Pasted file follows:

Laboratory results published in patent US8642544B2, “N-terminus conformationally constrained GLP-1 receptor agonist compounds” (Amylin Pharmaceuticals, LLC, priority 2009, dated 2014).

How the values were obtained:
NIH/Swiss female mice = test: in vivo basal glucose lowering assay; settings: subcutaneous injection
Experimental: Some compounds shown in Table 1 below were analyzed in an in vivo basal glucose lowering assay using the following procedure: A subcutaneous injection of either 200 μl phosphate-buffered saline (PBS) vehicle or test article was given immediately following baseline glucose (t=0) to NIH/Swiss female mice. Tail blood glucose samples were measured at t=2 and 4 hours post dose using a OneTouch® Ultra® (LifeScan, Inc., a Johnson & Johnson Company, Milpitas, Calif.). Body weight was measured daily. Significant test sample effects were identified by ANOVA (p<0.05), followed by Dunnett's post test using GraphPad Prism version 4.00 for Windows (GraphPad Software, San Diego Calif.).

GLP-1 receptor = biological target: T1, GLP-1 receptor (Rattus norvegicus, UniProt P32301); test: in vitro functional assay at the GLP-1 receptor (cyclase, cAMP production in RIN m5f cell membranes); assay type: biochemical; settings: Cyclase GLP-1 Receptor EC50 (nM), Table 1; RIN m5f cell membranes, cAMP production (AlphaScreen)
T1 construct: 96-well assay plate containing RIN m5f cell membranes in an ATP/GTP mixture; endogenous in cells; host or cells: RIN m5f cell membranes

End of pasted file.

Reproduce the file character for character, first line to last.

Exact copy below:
Laboratory results published in patent US8642544B2, “N-terminus conformationally constrained GLP-1 receptor agonist compounds” (Amylin Pharmaceuticals, LLC, priority 2009, dated 2014).

How the values were obtained:
NIH/Swiss female mice = test: in vivo basal glucose lowering assay; settings: subcutaneous injection
Experimental: Some compounds shown in Table 1 below were analyzed in an in vivo basal glucose lowering assay using the following procedure: A subcutaneous injection of either 200 μl phosphate-buffered saline (PBS) vehicle or test article was given immediately following baseline glucose (t=0) to NIH/Swiss female mice. Tail blood glucose samples were measured at t=2 and 4 hours post dose using a OneTouch® Ultra® (LifeScan, Inc., a Johnson & Johnson Company, Milpitas, Calif.). Body weight was measured daily. Significant test sample effects were identified by ANOVA (p<0.05), followed by Dunnett's post test using GraphPad Prism version 4.00 for Windows (GraphPad Software, San Diego Calif.).

GLP-1 receptor = biological target: T1, GLP-1 receptor (Rattus norvegicus, UniProt P32301); test: in vitro functional assay at the GLP-1 receptor (cyclase, cAMP production in RIN m5f cell membranes); assay type: biochemical; settings: Cyclase GLP-1 Receptor EC50 (nM), Table 1; RIN m5f cell membranes, cAMP production (AlphaScreen)
T1 construct: 96-well assay plate containing RIN m5f cell membranes in an ATP/GTP mixture; endogenous in cells; host or cells: RIN m5f cell membranes